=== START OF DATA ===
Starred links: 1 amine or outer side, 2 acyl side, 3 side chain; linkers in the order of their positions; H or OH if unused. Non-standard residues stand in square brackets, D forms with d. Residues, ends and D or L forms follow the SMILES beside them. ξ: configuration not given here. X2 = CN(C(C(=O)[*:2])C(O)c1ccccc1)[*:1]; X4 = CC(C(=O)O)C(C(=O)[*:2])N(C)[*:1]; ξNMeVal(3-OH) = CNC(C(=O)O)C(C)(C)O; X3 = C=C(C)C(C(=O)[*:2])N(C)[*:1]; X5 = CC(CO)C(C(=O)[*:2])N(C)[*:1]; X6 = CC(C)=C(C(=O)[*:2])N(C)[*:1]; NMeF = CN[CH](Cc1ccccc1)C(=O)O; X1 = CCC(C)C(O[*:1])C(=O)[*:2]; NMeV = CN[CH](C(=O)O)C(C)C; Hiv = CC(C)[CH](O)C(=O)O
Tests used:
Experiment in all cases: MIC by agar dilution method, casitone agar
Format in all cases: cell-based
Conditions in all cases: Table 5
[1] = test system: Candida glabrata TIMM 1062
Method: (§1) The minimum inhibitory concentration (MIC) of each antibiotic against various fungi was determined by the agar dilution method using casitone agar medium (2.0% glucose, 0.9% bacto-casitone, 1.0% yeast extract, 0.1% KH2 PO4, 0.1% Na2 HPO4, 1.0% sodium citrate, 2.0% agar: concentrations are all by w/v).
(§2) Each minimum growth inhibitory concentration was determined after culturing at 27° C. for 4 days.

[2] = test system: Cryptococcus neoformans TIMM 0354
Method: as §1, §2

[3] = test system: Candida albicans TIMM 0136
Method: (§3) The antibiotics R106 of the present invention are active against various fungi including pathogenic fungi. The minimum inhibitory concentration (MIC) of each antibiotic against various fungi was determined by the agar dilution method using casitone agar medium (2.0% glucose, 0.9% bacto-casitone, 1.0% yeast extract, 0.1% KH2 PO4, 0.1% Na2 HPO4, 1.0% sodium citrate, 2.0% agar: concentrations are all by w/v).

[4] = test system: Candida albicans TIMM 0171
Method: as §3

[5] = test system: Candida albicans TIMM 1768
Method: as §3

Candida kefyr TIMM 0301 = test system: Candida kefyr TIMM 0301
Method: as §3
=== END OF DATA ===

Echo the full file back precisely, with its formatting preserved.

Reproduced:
Starred links: 1 amine or outer side, 2 acyl side, 3 side chain; linkers in the order of their positions; H or OH if unused. Non-standard residues stand in square brackets, D forms with d. Residues, ends and D or L forms follow the SMILES beside them. ξ: configuration not given here. X2 = CN(C(C(=O)[*:2])C(O)c1ccccc1)[*:1]; X4 = CC(C(=O)O)C(C(=O)[*:2])N(C)[*:1]; ξNMeVal(3-OH) = CNC(C(=O)O)C(C)(C)O; X3 = C=C(C)C(C(=O)[*:2])N(C)[*:1]; X5 = CC(CO)C(C(=O)[*:2])N(C)[*:1]; X6 = CC(C)=C(C(=O)[*:2])N(C)[*:1]; NMeF = CN[CH](Cc1ccccc1)C(=O)O; X1 = CCC(C)C(O[*:1])C(=O)[*:2]; NMeV = CN[CH](C(=O)O)C(C)C; Hiv = CC(C)[CH](O)C(=O)O
Tests used:
Experiment in all cases: MIC by agar dilution method, casitone agar
Format in all cases: cell-based
Conditions in all cases: Table 5
[1] = test system: Candida glabrata TIMM 1062
Method: (§1) The minimum inhibitory concentration (MIC) of each antibiotic against various fungi was determined by the agar dilution method using casitone agar medium (2.0% glucose, 0.9% bacto-casitone, 1.0% yeast extract, 0.1% KH2 PO4, 0.1% Na2 HPO4, 1.0% sodium citrate, 2.0% agar: concentrations are all by w/v).
(§2) Each minimum growth inhibitory concentration was determined after culturing at 27° C. for 4 days.

[2] = test system: Cryptococcus neoformans TIMM 0354
Method: as §1, §2

[3] = test system: Candida albicans TIMM 0136
Method: (§3) The antibiotics R106 of the present invention are active against various fungi including pathogenic fungi. The minimum inhibitory concentration (MIC) of each antibiotic against various fungi was determined by the agar dilution method using casitone agar medium (2.0% glucose, 0.9% bacto-casitone, 1.0% yeast extract, 0.1% KH2 PO4, 0.1% Na2 HPO4, 1.0% sodium citrate, 2.0% agar: concentrations are all by w/v).

[4] = test system: Candida albicans TIMM 0171
Method: as §3

[5] = test system: Candida albicans TIMM 1768
Method: as §3

Candida kefyr TIMM 0301 = test system: Candida kefyr TIMM 0301
Method: as §3